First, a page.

The summer Olympic games officially open up tomorrow night in London. The Olympic games are a very special time when we concentrate and enjoy witnessing true athletic competition for the sake of competition, among the best athletes in the world. We experience the joys of athletic success, and feel the disappointment of athletic loss as well. Every country that participates takes great pride in their athletes as it should be.
We should never lose sight of the fact that the Olympic games are about the athletes, and global politics should take a backseat for the next two weeks. In this spirit, it is incumbent on the International Olympic Committee (IOC) to reverently remember 11 Israeli athletes and coaches who were murdered during the 1972 Olympic games in Munich. Many are urging the IOC to remember these athletes with a moment of silence during the opening ceremony; not because they were Israeli, but because they were athletes.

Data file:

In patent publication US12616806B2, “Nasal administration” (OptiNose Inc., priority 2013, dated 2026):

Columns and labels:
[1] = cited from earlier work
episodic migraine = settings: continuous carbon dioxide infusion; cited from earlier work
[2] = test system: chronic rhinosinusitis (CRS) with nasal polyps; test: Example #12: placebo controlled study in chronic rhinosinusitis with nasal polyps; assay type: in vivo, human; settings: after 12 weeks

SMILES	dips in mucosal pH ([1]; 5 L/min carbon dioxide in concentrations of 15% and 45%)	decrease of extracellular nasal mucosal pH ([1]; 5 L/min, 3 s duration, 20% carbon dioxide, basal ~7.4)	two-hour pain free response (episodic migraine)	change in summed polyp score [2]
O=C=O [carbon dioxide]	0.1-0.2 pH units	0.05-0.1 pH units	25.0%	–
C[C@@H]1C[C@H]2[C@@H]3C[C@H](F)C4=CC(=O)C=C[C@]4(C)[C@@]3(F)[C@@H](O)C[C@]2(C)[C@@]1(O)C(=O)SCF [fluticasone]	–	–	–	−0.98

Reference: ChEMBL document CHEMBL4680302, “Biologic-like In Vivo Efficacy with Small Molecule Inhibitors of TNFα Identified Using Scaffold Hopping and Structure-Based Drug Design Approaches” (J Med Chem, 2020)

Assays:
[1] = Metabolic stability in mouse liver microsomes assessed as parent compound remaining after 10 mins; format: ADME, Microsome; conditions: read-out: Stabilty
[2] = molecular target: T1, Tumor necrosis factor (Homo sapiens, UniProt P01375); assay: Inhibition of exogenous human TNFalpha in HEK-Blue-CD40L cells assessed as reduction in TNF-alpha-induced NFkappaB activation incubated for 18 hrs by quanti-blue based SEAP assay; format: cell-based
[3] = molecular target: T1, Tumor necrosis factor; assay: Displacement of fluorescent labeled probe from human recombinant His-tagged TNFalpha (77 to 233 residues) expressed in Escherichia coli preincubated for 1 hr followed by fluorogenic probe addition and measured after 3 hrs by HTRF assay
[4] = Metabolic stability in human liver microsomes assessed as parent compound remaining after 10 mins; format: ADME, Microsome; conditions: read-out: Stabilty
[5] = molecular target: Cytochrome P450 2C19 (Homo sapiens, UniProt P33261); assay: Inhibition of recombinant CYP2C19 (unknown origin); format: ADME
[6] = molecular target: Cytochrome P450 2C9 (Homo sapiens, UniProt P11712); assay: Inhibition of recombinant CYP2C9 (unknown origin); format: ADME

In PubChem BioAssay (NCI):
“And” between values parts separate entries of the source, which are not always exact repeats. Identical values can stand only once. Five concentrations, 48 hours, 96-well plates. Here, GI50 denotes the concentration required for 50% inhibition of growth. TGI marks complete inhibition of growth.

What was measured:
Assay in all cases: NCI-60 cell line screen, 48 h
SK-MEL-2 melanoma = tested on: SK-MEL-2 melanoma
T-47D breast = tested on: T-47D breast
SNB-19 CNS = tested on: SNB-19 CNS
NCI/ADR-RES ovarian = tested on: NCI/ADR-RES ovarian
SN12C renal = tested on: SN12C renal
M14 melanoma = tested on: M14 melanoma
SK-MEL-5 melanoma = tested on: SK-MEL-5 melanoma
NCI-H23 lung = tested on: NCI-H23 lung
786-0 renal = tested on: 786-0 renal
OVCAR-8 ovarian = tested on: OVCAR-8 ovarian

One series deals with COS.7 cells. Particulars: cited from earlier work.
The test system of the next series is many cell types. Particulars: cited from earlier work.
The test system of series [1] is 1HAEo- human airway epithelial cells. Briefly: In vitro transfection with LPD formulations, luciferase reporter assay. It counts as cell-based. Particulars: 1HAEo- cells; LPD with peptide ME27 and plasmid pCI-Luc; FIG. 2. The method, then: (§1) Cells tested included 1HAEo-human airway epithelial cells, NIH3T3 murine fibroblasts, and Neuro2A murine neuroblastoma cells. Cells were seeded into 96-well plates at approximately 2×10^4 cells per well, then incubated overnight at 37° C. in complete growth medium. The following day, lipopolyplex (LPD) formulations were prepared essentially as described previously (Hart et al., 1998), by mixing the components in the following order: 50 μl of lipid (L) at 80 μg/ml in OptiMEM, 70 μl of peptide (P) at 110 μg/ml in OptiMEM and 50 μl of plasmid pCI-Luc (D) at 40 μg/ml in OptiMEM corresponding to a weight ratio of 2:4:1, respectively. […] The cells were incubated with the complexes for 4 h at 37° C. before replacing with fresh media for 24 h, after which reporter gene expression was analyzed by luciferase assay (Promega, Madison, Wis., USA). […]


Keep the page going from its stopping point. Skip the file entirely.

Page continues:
So far, this request has been rejected. In keeping with the spirit of the Olympics, these athletes should be remembered because they did not get the opportunity to compete as athletes.
I commend Bob Costas of NBC who gets it. He has asked the IOC the questions it can't answer regarding its refusal to take this step. He vows to remember these athletes with his own moment of silence as he covers the opening ceremony. It is the right thing to do. Thank you.